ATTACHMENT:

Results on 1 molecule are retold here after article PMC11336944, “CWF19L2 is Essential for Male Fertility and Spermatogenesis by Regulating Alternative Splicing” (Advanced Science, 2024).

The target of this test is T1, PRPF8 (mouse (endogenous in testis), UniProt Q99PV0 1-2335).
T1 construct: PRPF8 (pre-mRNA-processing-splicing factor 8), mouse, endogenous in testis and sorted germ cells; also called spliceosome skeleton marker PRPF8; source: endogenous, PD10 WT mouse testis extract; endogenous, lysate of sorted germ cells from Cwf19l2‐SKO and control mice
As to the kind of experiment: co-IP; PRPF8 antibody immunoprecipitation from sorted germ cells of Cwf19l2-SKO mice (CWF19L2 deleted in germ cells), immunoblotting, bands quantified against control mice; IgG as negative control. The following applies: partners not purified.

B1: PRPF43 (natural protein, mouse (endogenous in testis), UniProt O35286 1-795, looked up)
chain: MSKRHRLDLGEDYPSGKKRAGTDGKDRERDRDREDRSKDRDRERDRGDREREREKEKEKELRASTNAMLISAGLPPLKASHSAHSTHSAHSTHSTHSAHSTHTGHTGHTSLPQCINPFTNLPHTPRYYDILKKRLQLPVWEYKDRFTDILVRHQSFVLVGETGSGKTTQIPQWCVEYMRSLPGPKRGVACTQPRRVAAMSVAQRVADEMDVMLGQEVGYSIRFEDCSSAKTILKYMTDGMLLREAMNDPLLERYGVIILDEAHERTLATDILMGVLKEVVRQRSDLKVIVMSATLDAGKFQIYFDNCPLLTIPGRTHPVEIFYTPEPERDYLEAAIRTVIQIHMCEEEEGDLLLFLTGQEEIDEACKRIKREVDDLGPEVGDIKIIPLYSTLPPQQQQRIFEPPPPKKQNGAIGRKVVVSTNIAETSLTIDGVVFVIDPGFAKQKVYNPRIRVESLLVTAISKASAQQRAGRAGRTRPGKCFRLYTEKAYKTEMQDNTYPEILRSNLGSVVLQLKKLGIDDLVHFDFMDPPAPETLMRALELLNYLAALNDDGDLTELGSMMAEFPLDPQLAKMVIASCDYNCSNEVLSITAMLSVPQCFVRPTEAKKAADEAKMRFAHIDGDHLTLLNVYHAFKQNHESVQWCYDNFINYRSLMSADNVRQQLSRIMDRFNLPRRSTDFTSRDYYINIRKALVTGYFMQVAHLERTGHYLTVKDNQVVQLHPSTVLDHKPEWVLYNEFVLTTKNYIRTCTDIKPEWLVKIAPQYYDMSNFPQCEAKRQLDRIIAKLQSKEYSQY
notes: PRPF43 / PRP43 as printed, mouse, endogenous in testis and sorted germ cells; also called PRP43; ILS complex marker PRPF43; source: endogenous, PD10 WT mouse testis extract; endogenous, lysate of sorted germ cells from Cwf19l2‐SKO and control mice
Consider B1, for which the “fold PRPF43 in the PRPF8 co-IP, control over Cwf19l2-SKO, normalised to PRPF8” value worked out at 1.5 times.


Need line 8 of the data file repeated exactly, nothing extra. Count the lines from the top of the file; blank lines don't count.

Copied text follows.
Consider B1, for which the “fold PRPF43 in the PRPF8 co-IP, control over Cwf19l2-SKO, normalised to PRPF8” value worked out at 1.5 times.